Saturday, August 01, 2020
It was a scene that seemed from another era. Angry White parents gripping picket signs. People making death threats and a piece of hate mail reading "Blacks destroy school systems." Community panic about school desegregation orders. But this wasn't archival footage of White Southerners from the 1960s. This took place last year in Howard County, Maryland, a suburban community that prides itself on racial integration. It was there that progressive White parents mobilized with other groups to try to stop a school integration plan that would bus poor students, who were mostly Black and brown, to more affluent, whiter schools. Willie Flowers, the father of two eighth-grade boys in Howard County schools, was stunned by the ferocity of the resistance. He says it was a flashback to the type of racism he encountered attending schools with Whites in the South.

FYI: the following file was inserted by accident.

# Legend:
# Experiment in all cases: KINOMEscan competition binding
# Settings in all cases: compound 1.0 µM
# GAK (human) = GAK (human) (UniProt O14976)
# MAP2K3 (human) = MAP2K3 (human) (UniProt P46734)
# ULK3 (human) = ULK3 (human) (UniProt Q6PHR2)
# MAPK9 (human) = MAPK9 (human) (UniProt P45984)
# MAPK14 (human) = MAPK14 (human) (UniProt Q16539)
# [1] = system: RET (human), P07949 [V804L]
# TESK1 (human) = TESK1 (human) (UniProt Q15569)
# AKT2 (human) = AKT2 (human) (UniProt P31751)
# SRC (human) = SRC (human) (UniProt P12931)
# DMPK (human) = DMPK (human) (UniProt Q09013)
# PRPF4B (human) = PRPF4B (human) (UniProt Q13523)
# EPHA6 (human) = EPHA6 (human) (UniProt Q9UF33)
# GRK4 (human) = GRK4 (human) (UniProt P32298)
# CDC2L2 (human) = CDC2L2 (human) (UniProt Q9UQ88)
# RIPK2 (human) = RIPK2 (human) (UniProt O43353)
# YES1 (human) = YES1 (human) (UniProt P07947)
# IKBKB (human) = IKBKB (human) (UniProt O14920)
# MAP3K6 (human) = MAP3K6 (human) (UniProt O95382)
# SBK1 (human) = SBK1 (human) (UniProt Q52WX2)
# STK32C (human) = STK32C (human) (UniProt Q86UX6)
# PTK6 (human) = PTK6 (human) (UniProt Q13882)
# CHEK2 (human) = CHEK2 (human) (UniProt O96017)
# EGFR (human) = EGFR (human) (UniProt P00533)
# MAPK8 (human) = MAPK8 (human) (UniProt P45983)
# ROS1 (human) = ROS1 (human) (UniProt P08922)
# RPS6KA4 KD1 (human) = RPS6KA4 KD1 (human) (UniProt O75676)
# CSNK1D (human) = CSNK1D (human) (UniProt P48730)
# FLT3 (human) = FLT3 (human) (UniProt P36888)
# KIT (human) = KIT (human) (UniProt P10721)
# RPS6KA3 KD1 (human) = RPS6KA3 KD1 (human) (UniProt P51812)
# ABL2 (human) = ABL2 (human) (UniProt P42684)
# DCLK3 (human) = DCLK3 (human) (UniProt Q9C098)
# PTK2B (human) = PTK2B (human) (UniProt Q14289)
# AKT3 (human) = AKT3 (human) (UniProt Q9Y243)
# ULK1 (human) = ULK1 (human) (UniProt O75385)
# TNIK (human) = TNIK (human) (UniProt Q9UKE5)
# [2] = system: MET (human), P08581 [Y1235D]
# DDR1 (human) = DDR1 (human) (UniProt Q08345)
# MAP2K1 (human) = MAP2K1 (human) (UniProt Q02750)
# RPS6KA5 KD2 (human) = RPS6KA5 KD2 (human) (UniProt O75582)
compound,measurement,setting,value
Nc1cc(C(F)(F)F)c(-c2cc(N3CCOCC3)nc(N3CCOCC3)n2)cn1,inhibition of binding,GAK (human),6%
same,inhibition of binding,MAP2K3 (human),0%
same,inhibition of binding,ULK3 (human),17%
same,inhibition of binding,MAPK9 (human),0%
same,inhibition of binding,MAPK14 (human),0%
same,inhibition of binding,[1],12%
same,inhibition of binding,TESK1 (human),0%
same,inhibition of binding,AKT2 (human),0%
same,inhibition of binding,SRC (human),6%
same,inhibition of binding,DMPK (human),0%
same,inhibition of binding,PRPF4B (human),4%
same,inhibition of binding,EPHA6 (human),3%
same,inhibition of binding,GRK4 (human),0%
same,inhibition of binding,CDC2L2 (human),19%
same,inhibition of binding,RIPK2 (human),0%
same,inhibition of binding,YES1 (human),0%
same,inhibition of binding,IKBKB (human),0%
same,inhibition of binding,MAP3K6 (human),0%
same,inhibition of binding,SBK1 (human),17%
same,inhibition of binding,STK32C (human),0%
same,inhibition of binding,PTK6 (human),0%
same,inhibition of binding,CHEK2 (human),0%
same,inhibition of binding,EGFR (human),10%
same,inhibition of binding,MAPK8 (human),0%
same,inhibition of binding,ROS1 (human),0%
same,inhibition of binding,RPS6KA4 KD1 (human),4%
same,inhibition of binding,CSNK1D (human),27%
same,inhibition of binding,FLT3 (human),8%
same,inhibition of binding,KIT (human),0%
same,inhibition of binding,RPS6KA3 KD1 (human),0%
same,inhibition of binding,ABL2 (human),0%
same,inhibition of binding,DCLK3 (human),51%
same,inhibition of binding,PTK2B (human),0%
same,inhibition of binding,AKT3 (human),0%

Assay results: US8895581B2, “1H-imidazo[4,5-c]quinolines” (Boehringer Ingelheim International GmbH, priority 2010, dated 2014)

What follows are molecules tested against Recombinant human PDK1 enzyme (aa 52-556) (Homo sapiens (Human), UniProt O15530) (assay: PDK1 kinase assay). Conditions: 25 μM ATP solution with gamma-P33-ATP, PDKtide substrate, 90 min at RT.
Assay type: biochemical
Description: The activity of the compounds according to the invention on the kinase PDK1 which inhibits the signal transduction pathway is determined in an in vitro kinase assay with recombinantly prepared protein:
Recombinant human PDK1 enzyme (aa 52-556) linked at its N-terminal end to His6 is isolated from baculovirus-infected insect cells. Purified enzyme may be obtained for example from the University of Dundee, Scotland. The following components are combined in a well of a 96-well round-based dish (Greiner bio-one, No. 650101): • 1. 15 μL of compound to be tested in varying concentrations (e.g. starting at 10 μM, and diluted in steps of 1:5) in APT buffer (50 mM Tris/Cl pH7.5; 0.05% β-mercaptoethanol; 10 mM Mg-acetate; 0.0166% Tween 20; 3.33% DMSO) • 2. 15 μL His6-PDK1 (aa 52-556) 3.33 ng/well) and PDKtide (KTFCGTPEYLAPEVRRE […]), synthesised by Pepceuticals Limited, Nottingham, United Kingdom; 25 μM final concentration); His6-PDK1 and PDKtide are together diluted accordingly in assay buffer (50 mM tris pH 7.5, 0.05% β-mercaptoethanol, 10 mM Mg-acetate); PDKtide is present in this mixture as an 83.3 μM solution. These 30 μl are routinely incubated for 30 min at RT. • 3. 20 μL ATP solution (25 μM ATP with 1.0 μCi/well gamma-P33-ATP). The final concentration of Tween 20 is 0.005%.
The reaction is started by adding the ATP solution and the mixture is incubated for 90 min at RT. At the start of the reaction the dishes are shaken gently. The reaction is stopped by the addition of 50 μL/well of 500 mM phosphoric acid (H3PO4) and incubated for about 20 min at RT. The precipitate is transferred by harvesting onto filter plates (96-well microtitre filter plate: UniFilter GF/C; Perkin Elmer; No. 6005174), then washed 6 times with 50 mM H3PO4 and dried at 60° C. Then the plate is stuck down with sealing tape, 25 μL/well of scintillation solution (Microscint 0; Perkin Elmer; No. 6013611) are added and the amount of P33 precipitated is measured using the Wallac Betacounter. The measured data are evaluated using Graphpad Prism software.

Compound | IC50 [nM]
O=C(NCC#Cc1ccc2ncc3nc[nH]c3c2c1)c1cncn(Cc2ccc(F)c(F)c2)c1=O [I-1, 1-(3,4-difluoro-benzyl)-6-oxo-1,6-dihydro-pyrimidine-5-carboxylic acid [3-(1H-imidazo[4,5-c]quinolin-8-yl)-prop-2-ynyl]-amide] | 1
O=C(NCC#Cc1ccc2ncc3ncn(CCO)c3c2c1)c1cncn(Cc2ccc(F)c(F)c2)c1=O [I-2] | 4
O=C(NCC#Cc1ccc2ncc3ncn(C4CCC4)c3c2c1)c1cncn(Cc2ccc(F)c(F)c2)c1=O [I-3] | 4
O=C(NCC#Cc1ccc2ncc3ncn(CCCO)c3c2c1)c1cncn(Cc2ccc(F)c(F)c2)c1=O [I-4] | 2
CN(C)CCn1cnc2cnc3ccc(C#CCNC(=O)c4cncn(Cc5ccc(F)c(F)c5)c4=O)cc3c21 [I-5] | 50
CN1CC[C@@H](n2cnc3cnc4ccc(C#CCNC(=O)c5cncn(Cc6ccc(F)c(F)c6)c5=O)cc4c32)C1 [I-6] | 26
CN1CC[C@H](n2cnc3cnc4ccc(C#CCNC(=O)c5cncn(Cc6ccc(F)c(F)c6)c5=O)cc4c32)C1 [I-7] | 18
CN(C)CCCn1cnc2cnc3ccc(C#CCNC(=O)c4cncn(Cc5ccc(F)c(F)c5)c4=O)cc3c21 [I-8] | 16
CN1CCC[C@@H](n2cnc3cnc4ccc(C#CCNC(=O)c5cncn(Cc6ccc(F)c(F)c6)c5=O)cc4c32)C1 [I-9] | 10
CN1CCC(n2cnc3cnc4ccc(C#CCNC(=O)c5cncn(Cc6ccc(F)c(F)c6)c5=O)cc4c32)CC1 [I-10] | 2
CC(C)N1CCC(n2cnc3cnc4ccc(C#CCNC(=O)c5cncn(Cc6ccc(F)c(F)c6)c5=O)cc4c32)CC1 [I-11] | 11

"I'm from Alabama and I thought I was escaping that type of nonsense," says Flowers, who is president of the NAACP Maryland State Conference. "There have been cases of Confederate flags at high school football games, racial epitaphs." Yet any attack against entrenched racism will run into one of the most formidable barriers for true change: Good White people.
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